Mary Ann Gwinn on Seattle author Robert Clark’s “Dark Water:Flood and Redemption in the City of Masterpieces:”
“Clark went off to Italy for a few years on a Guggenheim, intending to study art, belief and the intersection of the two. There he discovered the 1966 flood that devastated Florence, Italy, a deluge that almost succeeded in wiping out an irreplaceable trove of Renaissance art. “Dark Water” is, like Clark’s other work, difficult to categorize: a meditation on art, religion, the power of nature to destroy man’s legacy on this Earth and the against-all-odds determination of people — young and old, working class and cultured, rich and poor — to save it.”
Geeta Sharma-Jensen on David Rhodes, who finds his way back to his Wisconsin roots:
“After a silence of 33 years, Rhodes has published ‘Driftless,’ a profound and enduring paean to rural America inspired by the community in which he has lived since the mid-1970s. And his editor at Milkweed Editions in Minneapolis, who tracked him down and persuaded him to publish, is also reissuing his third novel, ‘Rock Island Line.‘If his first three novels were forgotten, “Driftless” resurrects them and secures Rhodes a place in American letters as a major contemporary writer of the rural Midwest.”
Verisimilitude rocks? Nigel Beale on the ancient art of keeping it real.
Christine Thomas reports from Aloha land:“Space at the Miami Herald has been cut, which means my reviews have gone from up to 600 words to 450. (Her latest review: Paul Theroux’s “Ghost Train to the Eastern Star.” In Honolulu, reviews at the Honolulu Advertiser remain at one children’s and one regular review (by me) a month, while an independent paper, the Honolulu Weekly, has upped its review coverage to weekly, not just in one or two books issues.”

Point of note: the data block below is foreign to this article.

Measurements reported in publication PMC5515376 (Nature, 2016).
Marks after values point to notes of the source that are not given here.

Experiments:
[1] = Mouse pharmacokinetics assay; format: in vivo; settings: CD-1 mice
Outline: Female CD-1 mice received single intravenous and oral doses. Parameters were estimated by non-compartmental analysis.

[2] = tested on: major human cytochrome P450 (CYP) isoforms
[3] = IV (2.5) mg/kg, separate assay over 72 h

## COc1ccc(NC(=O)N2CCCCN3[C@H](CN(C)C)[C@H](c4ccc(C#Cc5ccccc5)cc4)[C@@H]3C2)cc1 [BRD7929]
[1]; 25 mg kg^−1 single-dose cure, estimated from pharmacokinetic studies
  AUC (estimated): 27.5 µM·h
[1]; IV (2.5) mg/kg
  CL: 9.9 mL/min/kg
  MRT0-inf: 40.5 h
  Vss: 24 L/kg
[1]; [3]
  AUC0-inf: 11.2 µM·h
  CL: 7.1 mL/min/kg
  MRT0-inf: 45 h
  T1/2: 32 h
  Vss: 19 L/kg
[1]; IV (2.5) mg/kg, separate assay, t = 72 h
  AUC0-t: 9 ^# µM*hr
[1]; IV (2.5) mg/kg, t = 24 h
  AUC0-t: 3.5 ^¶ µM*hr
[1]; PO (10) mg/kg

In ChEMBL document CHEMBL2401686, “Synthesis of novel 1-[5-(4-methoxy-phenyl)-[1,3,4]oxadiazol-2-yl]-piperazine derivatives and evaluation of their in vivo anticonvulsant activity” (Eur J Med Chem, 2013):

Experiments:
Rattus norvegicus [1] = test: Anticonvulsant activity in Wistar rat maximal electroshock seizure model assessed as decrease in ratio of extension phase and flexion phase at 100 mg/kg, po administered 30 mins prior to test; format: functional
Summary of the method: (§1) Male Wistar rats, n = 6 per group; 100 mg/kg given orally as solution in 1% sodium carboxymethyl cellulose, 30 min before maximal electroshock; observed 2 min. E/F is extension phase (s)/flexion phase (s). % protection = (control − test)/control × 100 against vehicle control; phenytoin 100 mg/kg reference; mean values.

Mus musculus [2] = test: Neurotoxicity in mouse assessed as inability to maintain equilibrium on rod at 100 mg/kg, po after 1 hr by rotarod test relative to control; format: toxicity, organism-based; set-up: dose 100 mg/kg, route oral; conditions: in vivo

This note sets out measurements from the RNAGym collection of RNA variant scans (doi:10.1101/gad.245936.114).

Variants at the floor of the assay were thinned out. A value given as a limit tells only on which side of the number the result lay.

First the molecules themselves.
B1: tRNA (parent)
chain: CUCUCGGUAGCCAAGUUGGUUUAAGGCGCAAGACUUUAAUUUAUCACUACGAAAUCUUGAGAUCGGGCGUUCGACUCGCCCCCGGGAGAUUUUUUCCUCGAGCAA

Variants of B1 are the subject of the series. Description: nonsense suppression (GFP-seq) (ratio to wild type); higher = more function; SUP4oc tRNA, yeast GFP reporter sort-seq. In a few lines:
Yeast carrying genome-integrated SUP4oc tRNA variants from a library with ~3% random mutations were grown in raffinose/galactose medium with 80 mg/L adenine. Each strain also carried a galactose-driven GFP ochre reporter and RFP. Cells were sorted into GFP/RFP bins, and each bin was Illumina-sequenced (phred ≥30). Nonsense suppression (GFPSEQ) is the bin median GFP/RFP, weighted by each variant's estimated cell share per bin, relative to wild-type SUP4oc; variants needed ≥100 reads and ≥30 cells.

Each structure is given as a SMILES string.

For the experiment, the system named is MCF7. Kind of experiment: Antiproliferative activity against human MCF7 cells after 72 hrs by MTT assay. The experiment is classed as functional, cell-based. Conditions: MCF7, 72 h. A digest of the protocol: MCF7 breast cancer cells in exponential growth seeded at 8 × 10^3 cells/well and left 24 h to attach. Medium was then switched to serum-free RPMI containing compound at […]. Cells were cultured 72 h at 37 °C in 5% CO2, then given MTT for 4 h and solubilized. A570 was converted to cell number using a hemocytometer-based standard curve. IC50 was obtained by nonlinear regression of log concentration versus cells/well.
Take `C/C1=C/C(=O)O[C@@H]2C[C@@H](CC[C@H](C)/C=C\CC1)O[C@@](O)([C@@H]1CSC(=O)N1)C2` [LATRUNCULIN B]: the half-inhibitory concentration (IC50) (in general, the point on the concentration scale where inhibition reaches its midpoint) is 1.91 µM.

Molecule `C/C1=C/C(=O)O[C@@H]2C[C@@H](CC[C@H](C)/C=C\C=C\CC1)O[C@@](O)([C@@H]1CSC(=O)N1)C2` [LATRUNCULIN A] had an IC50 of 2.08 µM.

David L. Ulin on the silver lining in our economic crisis; it may slow down the frenzy and hype: “A month or so ago, I was on a panel at the West Hollywood Book Fair when the conversation turned to just how difficult, in the face of what are now nearly constant distractions, it can be to settle down and read. I keep thinking about that as a metaphor, a signpost for all that’s wrong with how we interact with literature. We talk too much and listen not enough; we respond to personalities as much as we respond to prose.”
Susan Larson on “Dream Homes: From Cairo to Katrina, An Exile’s Journey,” by Joyce Zonana (Feminist Press):
“In one of the sweetest domestic descriptions of home, Zonana describes cooking stuffed grape leaves alongside her mother at home in New Orleans, where Zonana would live first with partner Kay Murphy in the Bayou St. John neighborhood, then on her own in a house on Venus Street in Gentilly, while her mother lived in Woldenberg Village. Zonana taught at the University of New Orleans for 15 years.
“Then came Katrina. After much persuasion, Zonana evacuated to Lafayette, though her mother insisted on remaining behind with her friends on the West Bank. This is a relatively brief part of the overall book, but it packs a punch, even now, even to those of us who know how this part of the story goes—the frantic sense of dislocation, the loss of communication, the desperate search for relatives (Zonana finally located her mother in Houston), and the painful choice to stay or leave the city after the storm.”